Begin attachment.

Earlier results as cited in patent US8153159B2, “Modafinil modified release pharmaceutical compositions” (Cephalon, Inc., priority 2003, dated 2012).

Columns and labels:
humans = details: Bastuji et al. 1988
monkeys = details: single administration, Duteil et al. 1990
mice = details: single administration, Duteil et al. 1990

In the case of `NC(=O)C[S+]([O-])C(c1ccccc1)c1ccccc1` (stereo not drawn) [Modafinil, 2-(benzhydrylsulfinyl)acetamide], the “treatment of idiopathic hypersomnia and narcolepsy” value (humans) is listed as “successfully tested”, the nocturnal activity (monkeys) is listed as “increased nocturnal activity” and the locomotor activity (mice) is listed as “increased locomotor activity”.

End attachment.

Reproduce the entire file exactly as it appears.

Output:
Earlier results as cited in patent US8153159B2, “Modafinil modified release pharmaceutical compositions” (Cephalon, Inc., priority 2003, dated 2012).

Columns and labels:
humans = details: Bastuji et al. 1988
monkeys = details: single administration, Duteil et al. 1990
mice = details: single administration, Duteil et al. 1990

In the case of `NC(=O)C[S+]([O-])C(c1ccccc1)c1ccccc1` (stereo not drawn) [Modafinil, 2-(benzhydrylsulfinyl)acetamide], the “treatment of idiopathic hypersomnia and narcolepsy” value (humans) is listed as “successfully tested”, the nocturnal activity (monkeys) is listed as “increased nocturnal activity” and the locomotor activity (mice) is listed as “increased locomotor activity”.